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Named Graphs

This site provides an overview about the Named Graphs work being conducted by some participants of the Semantic Web Interest Group.

Discussion of this approach takes place on www-rdf-interest.

Other interest group participants who wish to do collaborative development (of documents or other things), are encouraged to cc their e-mail to www-archive, and then post a summary to www-rdf-interest.



Named Graphs is the idea that having multiple RDF graphs in a single document/repository and naming them with URIs provides useful additional functionality built on top of the RDF Recommendations.

Named Graphs and corresponding technologies are currently developed by participants of the Semantic Web Interest Group. The intent is to introduce them into the W3C process in an appropriate way once initial versions are finished.



The work is currently presented in two documents:

TriX: RDF Triples in XML
Latest version published as HPL-2004-56, and was presented at Extreme Markup 2004. Earlier version HPL-2003-268
Named Graphs Provenance and Trust
Latest version, HPL-2004-57R1

Abstract Syntax and Semantics

Abstract Syntax

The abstract syntax of Named Graphs is based on the abstract syntax of RDF. Basically, a Named Graph is a set of triples named by an URI. This URI can then be used outside or within the graph to refer to it. The abstract syntax of Named Graphs is formally defined in Carroll, Bizer, Hayes, Stickler: Named Graphs, Provenance and Trust.

Named Graphs Vocabulary

The Named Graphs vocabulary RDFG can be used to describe graphs and relations between graphs. It defines concepts like rdfg:Graph, rdfg:subGraphOf and rdfg:equivalentGraph.


The meaning of a set of named graphs is built on the RDF Semantics. The semantics of Named Graphs are specified in Carroll, Bizer, Hayes, Stickler: Named Graphs, Provenance and Trust.


Concrete Syntaxes


TriX (Triples in XML) is a serialization for named graphs. TriX aims to provide a highly normalized, consistent XML representation for RDF graphs, allowing the effective use of generic XML tools such as XSLT, XQuery, etc.


TriG is a plain text format for serializing Named Graphs. The TriG syntax offers a compact and readable alternative to the XML-based TriX syntax.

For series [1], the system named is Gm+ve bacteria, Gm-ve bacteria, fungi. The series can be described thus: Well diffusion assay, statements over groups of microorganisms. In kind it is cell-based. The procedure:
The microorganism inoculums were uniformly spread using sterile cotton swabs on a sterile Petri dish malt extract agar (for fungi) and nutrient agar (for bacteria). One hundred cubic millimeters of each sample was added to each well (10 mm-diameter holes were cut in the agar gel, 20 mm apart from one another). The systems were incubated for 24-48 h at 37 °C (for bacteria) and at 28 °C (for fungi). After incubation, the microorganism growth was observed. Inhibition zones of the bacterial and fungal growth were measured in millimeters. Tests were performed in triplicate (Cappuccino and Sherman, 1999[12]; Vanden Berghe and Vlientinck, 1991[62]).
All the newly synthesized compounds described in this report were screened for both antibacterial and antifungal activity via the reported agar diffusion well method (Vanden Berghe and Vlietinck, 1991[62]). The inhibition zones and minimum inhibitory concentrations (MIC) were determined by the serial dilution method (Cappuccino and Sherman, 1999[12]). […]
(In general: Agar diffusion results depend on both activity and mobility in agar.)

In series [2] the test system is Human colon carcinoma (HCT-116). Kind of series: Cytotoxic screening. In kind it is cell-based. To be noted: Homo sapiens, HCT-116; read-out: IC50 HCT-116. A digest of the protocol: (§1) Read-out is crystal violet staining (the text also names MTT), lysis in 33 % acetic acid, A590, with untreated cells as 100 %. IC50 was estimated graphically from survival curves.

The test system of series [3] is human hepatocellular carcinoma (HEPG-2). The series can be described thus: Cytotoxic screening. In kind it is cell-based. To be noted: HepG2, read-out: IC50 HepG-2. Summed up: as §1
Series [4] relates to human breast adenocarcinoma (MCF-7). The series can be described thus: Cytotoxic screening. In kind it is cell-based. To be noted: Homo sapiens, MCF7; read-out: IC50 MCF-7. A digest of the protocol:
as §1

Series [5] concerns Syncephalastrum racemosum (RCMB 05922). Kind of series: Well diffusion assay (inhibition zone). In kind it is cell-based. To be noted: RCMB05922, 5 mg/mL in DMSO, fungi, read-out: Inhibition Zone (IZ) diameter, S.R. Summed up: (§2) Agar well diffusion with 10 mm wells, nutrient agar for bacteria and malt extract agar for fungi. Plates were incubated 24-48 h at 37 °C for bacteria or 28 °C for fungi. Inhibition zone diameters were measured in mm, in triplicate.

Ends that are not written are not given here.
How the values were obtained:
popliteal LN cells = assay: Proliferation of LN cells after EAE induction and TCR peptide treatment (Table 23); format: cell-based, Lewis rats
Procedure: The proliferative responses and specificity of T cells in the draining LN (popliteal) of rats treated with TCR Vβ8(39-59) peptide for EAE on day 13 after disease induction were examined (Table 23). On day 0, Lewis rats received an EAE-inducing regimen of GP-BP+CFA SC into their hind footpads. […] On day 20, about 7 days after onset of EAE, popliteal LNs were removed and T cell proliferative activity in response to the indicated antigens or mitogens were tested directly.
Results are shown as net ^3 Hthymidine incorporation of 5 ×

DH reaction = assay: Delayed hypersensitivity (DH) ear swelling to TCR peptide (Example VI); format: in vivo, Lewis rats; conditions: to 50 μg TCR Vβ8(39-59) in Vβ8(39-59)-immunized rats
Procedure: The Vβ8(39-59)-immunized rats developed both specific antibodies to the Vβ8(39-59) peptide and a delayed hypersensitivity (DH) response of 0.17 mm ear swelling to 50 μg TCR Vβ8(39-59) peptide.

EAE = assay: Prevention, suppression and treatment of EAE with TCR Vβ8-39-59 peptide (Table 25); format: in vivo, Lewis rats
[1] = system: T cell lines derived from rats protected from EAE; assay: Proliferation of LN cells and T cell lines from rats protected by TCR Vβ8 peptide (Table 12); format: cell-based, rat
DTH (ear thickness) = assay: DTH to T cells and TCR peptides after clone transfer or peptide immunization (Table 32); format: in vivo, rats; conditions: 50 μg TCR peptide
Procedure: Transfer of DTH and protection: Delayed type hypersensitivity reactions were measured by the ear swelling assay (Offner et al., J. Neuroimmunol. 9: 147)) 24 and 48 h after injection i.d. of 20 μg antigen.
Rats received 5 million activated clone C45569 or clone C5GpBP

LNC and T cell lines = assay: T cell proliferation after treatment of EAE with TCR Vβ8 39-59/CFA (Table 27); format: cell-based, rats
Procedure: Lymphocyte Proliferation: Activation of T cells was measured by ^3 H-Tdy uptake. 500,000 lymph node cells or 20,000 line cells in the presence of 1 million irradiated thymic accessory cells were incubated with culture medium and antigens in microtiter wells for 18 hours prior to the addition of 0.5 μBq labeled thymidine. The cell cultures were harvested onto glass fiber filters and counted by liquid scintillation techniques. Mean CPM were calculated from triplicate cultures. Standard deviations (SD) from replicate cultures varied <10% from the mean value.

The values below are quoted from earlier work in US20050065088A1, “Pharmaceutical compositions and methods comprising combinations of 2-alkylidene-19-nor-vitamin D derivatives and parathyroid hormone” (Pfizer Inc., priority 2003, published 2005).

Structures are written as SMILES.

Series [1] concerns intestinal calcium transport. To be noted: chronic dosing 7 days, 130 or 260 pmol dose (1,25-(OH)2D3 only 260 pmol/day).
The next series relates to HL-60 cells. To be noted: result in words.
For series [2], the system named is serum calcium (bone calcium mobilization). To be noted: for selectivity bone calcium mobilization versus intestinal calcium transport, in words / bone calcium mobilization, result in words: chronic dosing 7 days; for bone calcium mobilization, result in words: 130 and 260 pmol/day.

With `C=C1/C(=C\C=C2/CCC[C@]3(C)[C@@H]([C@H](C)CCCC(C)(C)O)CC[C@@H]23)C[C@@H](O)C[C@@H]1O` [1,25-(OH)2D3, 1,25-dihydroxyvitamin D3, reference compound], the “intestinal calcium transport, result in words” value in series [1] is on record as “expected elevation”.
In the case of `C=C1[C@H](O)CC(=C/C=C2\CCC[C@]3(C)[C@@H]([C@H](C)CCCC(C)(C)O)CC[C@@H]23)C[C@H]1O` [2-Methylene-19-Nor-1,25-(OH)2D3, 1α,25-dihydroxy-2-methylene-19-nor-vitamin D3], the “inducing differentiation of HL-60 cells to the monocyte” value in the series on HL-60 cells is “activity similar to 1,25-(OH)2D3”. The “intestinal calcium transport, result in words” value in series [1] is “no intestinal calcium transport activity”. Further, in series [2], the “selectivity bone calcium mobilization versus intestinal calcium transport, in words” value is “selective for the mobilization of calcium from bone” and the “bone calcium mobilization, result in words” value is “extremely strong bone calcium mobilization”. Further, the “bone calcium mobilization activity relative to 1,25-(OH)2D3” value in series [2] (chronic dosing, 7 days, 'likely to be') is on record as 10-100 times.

A collection of RDF documents can be seen as a set of Named Graphs. This gives Named Graphs backward compatibility with RDF/XML, but has the disadvantage that retrieval URL, document name and graph name are mixed up.


Query Languages


TriQL is a query language for extracting information from Named Graphs. It is based on RDQL. The basic idea of TriQL is using graph patterns instead of triple pattern for querying sets of named graphs. A graph pattern consists of an optional graph name and a set of triple patterns.


RDFQ is an RDF vocabulary and query model for resource and resource knowledge discovery. The RDFQ vocabulary provides for the definition of templates which can be matched against actual resource descriptions. The results of an RDFQ query is a RDF graph containing (a) the concise bounded descriptions of all resources matched by one or more of the specified target templates, and/or (b) a set of variable binding declarations expressed using the Result Set Vocabulary. Queries can be constrained to Named Graphs matching one or more graph templates.



NG4J - Named Graphs API for Jena

NG4J is an extension to the Jena Semantic Web toolkit for parsing, manipulating and serializing sets of Named Graphs. NG4J implements the TriX and the TriG syntax and the TriQL query language. A graph set can viewed as a single Jena model, providing provenance-enabled Jena statements. NG4J supports storing sets of Named Graphs in various databases. NG4J is available under BSD license.


Applications Areas

This section describes applications and potential application areas of Named Graphs.

Semantic Web Publishing

The Sematic Web Publishing (SWP) vocabulary can be used within the named graph framework to integrate information about provenance, assertional status, and digital signatures of graphs.

Trust Evaluations

Named Graphs together with the SWP vocabulary can be used as a basis for flexible trust evaluations.

Other Potential Application Areas

Named Graphs aim at more complex RDF application areas like:

Some basic examples of how to use Named Graphs for this kind of applications is found in


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